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A client recently purchased a second hand computer which had been wiped by the previous owner, an Acer Aspire desktop. The way it was wiped effectively just left a version of Windows 7 that was 'unusable' I think the person who did the wipe just reinstalled Win7 leaving us unable to login or do anything really.

I obtained Win 7 Home Prem and reinstalled Windows myself today, however the major Acer drivers are missing, including the network driver. Which means I cannot connect to the network/internet.

I went to Acers website and downloaded a utility (on another computer and transferred it to a USB drive) however when running it, it requires a network connection to download the driver. Catch 22!

I'm at a loss as what to do next. I cannot find a standalone network driver for the Acer Aspire.

I'm considering getting a Wireless USB stick, the client has a wireless network, so that I can connect that way, however I'm not sure if the wireless sticks use the internal network drivers at all. Is this feasible, do you think?

That's all I can think of doing at the moment.

Any other advice would be most appreciated. Thanks.


See this webpage for how the DriverUpdate works It is designed to connect to the web when scanning to download the drivers.

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migrated from Jan 16 '14 at 3:34

This question came from our site for system and network administrators.

What exact model is your desktop? – cutrightjm Jan 16 '14 at 3:53
Ummm, is not a official site to download drivers for any manufacture. Did you try – Scott Chamberlain Jan 16 '14 at 3:54
@John, just look up the model on the Acer site. – Synetech Jan 16 '14 at 4:00
up vote 6 down vote accepted

This problem is trivially easy to solve:

Option 1

Use wired networking temporarily. Windows includes many generic wired network drivers, meaning the wired NIC in the machine may already be usable.

Use an Ethernet cable.

Option 2

Use a USB wireless adapter temporarily. If Windows doesn't automatically recognize it, install the drivers from the disc that came with the stick. You can then download the rest of the drivers through Acer's utility.

USB wireless adapter

Option 3

Try searching the Acer web site again. They are very good about having the drivers for their hardware available for direct download, provided the hardware isn't ancient. I think it quite likely you simply missed it the first time around. (Or at least they were very good about it a few months ago, the last time I had to look.)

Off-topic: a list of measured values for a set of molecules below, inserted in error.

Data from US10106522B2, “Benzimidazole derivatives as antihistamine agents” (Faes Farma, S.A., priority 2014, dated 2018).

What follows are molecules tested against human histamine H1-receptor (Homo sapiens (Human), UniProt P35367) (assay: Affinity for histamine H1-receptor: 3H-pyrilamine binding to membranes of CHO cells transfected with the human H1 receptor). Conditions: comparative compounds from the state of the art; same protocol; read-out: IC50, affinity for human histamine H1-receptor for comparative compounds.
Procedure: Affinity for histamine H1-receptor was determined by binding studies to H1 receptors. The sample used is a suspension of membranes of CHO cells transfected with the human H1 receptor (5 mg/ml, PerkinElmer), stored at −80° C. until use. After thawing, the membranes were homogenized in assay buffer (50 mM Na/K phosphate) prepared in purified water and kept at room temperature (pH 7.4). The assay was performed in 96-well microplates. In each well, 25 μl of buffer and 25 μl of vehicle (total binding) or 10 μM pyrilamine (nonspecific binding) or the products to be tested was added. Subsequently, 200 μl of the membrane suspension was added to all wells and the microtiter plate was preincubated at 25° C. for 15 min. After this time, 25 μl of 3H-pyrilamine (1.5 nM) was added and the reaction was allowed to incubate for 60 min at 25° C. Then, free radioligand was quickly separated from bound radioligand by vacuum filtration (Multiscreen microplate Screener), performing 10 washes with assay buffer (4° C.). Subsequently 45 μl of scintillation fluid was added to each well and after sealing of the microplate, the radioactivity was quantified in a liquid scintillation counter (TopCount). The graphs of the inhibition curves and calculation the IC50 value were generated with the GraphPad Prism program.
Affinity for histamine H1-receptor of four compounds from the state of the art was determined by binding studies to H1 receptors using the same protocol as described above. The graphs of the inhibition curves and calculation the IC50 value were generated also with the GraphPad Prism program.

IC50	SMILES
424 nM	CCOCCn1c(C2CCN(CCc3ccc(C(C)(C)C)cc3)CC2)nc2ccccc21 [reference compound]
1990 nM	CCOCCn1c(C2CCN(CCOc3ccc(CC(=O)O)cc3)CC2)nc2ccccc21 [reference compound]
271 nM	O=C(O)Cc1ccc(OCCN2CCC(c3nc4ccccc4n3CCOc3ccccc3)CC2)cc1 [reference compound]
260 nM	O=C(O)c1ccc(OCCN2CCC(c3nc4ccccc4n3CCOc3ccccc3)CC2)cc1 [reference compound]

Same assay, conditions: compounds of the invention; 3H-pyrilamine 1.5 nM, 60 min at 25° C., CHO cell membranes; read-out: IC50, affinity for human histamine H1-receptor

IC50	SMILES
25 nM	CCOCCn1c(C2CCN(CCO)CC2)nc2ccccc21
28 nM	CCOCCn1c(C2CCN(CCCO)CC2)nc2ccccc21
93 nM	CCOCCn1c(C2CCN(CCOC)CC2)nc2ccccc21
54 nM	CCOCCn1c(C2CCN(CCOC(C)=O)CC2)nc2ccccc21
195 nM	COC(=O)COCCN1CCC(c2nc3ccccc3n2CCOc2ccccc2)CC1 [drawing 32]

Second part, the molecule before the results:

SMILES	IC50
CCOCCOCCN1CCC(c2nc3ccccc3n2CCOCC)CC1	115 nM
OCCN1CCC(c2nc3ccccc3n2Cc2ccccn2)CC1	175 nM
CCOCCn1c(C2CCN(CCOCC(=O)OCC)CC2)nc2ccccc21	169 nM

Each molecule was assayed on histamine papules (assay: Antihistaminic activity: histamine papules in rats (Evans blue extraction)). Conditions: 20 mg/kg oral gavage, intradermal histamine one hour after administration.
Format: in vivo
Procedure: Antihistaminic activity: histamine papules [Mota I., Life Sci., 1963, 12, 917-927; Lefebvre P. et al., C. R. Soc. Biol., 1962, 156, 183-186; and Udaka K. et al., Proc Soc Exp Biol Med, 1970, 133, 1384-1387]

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Thanks for all your help. I didn't realise the official drivers site wasn't actually Acer. However, I found the network drivers for the computer on Acers site and did the USB swap and it's now (almost) all working. – John Judd Jan 16 '14 at 4:31

The official website for drivers is at The website you linked to that you said you download the driver tool from has no affiliation with Acer and it is very possible that it could be a malicious site trying to install adware or worse on your computer.

The official website has very clear indications of what drivers are for what and you should have no problem finding the drivers for your model.

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Thank you. I did eventually find that. – John Judd Jan 16 '14 at 4:32
+1 Seriously, any website trying to instill credibility with a generic name like "Official Drivers" is obviously unofficial and likely malware. @JohnJudd You should consider running a good anti-malware scan against both computers that were exposed to that website; or better yet, reinstall... – Chris S Jan 16 '14 at 4:35

The application from the Acer site is almost certainly downloading the actual drivers to %TEMP%. Sort by date and copy them to removable media.

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Yes, but it cannot connect to the internet to download to the temp folder. When I scan it comes up with an error message telling me to connect. The computer I downloaded the update driver program to, is not an Acer. – John Judd Jan 16 '14 at 3:40 it on a different computer. – MDMarra Jan 16 '14 at 3:48
Run it on the other system, then copy the downloaded files from the temp directory to the USB stick. – Synetech Jan 16 '14 at 3:50
This won't work as most auto-install programs cover a variety of computers, it's justa generic program that detects what model it's running on. – cutrightjm Jan 16 '14 at 3:58
Thanks. Got it working. BTW, that download program once I got the network driver working wanted to charge to do the other driver updates! – John Judd Jan 16 '14 at 4:32

I see you've found other solutions, but a few more thoughts for any future readers who might still be looking for workarounds...

One last-ditch fallback solution is to contact the manufacturer and ask them for the original install media for that model. Typically they'll charge you a small nuisance fee for that (last time I needed one I think they wanted $30 for the CD, shipping included), but it can be used to completely wipe the drive and reinstall the OS and their original drivers from scratch. Of course your first step after doing that should be to install all the OS and driver fixes which have been released since that disk was last updated.

Another solution, depending on your needs, may be to punt Windows and install Linux. (I'm 99.95% Linux at work right now. My personal machine has some Windows apps I'm not ready to relinquish, so I'm planning on having it run a Linux VM under Windows.)

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